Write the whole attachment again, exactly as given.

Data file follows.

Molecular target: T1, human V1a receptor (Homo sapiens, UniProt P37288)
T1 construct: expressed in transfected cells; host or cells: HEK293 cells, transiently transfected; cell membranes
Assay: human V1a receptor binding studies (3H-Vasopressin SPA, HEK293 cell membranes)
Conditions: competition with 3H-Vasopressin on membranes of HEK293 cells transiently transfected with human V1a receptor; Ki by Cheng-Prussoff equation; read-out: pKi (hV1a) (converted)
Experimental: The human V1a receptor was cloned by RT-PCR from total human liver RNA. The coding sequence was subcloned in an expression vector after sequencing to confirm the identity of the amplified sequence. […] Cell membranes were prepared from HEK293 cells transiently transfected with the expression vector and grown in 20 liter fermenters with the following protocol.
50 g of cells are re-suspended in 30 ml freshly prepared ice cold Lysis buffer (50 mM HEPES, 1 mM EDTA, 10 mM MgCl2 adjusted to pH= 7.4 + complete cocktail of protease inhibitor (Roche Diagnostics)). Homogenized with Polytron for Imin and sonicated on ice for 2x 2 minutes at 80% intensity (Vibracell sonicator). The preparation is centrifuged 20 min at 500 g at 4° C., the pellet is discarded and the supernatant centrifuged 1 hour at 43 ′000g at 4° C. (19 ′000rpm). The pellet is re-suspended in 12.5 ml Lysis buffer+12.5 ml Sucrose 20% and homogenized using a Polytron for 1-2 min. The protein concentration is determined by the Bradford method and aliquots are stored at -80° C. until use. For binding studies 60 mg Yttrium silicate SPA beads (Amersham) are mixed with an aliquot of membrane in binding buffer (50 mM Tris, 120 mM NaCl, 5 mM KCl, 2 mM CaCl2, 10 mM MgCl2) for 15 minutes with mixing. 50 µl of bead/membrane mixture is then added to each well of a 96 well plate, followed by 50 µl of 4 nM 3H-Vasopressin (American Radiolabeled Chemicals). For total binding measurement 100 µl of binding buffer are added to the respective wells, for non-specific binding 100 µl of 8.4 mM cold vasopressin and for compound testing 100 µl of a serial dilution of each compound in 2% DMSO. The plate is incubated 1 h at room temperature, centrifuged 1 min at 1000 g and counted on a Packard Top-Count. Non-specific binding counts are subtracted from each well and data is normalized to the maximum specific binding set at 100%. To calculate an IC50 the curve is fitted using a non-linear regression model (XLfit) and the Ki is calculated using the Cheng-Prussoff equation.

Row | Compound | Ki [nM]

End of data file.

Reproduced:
Molecular target: T1, human V1a receptor (Homo sapiens, UniProt P37288)
T1 construct: expressed in transfected cells; host or cells: HEK293 cells, transiently transfected; cell membranes
Assay: human V1a receptor binding studies (3H-Vasopressin SPA, HEK293 cell membranes)
Conditions: competition with 3H-Vasopressin on membranes of HEK293 cells transiently transfected with human V1a receptor; Ki by Cheng-Prussoff equation; read-out: pKi (hV1a) (converted)
Experimental: The human V1a receptor was cloned by RT-PCR from total human liver RNA. The coding sequence was subcloned in an expression vector after sequencing to confirm the identity of the amplified sequence. […] Cell membranes were prepared from HEK293 cells transiently transfected with the expression vector and grown in 20 liter fermenters with the following protocol.
50 g of cells are re-suspended in 30 ml freshly prepared ice cold Lysis buffer (50 mM HEPES, 1 mM EDTA, 10 mM MgCl2 adjusted to pH= 7.4 + complete cocktail of protease inhibitor (Roche Diagnostics)). Homogenized with Polytron for Imin and sonicated on ice for 2x 2 minutes at 80% intensity (Vibracell sonicator). The preparation is centrifuged 20 min at 500 g at 4° C., the pellet is discarded and the supernatant centrifuged 1 hour at 43 ′000g at 4° C. (19 ′000rpm). The pellet is re-suspended in 12.5 ml Lysis buffer+12.5 ml Sucrose 20% and homogenized using a Polytron for 1-2 min. The protein concentration is determined by the Bradford method and aliquots are stored at -80° C. until use. For binding studies 60 mg Yttrium silicate SPA beads (Amersham) are mixed with an aliquot of membrane in binding buffer (50 mM Tris, 120 mM NaCl, 5 mM KCl, 2 mM CaCl2, 10 mM MgCl2) for 15 minutes with mixing. 50 µl of bead/membrane mixture is then added to each well of a 96 well plate, followed by 50 µl of 4 nM 3H-Vasopressin (American Radiolabeled Chemicals). For total binding measurement 100 µl of binding buffer are added to the respective wells, for non-specific binding 100 µl of 8.4 mM cold vasopressin and for compound testing 100 µl of a serial dilution of each compound in 2% DMSO. The plate is incubated 1 h at room temperature, centrifuged 1 min at 1000 g and counted on a Packard Top-Count. Non-specific binding counts are subtracted from each well and data is normalized to the maximum specific binding set at 100%. To calculate an IC50 the curve is fitted using a non-linear regression model (XLfit) and the Ki is calculated using the Cheng-Prussoff equation.

Row | Compound | Ki [nM]